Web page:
Ray-Cast Ambient Occlusion

In this example, we begin by creating a variable for position - offsetting it from the surface very slightly to avoid unintended ray intersections.

Once we have assigned how many samples we want, and the hemispherical radius of our ambient occlusion (which determines how close geometry has to be to occlude), we use a for loop to iterate over each sample.

We then generate a random hemispherical direction using our point normal, and use that directional vector as the ray. If our ray hits geometry, its distance from initial position is fit within a 1-0 range - 1 being the closest a ray could possibly be, and 0 being the furthest.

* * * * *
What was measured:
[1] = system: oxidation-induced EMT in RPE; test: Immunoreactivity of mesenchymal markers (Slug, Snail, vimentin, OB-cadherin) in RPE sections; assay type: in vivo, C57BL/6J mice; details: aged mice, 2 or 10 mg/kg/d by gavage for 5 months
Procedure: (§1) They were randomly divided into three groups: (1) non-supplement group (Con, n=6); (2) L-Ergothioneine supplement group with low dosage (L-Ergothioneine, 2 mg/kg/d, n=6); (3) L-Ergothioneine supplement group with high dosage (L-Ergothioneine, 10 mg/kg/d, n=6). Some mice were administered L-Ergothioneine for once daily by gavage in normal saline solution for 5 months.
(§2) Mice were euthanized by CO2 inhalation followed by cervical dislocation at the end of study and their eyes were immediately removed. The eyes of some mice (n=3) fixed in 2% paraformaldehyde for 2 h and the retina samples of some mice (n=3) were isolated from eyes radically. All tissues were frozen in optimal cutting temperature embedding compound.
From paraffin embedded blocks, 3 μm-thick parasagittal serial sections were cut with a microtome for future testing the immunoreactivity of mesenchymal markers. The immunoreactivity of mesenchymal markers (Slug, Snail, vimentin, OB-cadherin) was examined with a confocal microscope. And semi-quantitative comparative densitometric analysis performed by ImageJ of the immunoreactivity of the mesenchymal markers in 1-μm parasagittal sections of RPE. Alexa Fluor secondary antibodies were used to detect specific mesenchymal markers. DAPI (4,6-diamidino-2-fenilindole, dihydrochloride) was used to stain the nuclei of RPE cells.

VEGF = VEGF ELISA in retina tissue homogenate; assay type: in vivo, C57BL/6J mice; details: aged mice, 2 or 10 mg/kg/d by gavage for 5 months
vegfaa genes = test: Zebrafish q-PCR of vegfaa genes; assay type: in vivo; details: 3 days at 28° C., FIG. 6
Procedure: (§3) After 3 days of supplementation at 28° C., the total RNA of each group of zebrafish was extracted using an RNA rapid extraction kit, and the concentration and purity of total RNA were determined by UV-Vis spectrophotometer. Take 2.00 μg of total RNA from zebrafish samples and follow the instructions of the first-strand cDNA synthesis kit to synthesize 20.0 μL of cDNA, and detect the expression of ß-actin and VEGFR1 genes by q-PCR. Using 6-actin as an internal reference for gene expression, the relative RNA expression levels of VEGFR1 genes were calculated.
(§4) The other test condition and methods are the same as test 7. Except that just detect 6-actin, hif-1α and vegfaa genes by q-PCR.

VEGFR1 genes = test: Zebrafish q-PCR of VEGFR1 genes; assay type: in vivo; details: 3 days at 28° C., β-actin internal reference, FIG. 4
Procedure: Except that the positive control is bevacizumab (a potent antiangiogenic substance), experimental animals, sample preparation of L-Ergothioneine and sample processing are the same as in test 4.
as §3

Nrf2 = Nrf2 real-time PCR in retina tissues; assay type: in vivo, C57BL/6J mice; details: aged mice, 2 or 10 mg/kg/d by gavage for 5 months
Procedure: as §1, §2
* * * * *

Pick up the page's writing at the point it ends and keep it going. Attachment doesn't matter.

This value is added and accumulated through the ‘ao’ variable, and then divided by the total number of samples added to the variable. We finally return the complement, in order to make close intersections dark, and distant rays / non intersections bright.